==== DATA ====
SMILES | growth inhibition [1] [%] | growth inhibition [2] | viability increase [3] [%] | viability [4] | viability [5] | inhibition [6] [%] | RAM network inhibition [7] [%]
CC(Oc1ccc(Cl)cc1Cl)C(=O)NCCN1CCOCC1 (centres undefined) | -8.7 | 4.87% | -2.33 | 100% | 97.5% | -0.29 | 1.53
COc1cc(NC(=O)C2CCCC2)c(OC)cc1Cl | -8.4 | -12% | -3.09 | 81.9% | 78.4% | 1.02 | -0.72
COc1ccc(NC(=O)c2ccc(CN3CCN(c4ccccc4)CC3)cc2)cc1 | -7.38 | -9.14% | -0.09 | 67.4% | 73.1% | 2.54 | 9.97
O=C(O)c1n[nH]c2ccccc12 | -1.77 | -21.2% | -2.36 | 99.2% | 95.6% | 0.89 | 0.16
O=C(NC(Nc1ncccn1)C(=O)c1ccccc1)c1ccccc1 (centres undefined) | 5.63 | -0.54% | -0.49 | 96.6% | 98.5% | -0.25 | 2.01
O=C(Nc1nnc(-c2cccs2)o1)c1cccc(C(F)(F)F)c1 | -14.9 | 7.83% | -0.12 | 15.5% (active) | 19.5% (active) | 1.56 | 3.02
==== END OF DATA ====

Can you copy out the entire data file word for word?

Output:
SMILES | growth inhibition [1] [%] | growth inhibition [2] | viability increase [3] [%] | viability [4] | viability [5] | inhibition [6] [%] | RAM network inhibition [7] [%]
CC(Oc1ccc(Cl)cc1Cl)C(=O)NCCN1CCOCC1 (centres undefined) | -8.7 | 4.87% | -2.33 | 100% | 97.5% | -0.29 | 1.53
COc1cc(NC(=O)C2CCCC2)c(OC)cc1Cl | -8.4 | -12% | -3.09 | 81.9% | 78.4% | 1.02 | -0.72
COc1ccc(NC(=O)c2ccc(CN3CCN(c4ccccc4)CC3)cc2)cc1 | -7.38 | -9.14% | -0.09 | 67.4% | 73.1% | 2.54 | 9.97
O=C(O)c1n[nH]c2ccccc12 | -1.77 | -21.2% | -2.36 | 99.2% | 95.6% | 0.89 | 0.16
O=C(NC(Nc1ncccn1)C(=O)c1ccccc1)c1ccccc1 (centres undefined) | 5.63 | -0.54% | -0.49 | 96.6% | 98.5% | -0.25 | 2.01
O=C(Nc1nnc(-c2cccs2)o1)c1cccc(C(F)(F)F)c1 | -14.9 | 7.83% | -0.12 | 15.5% (active) | 19.5% (active) | 1.56 | 3.02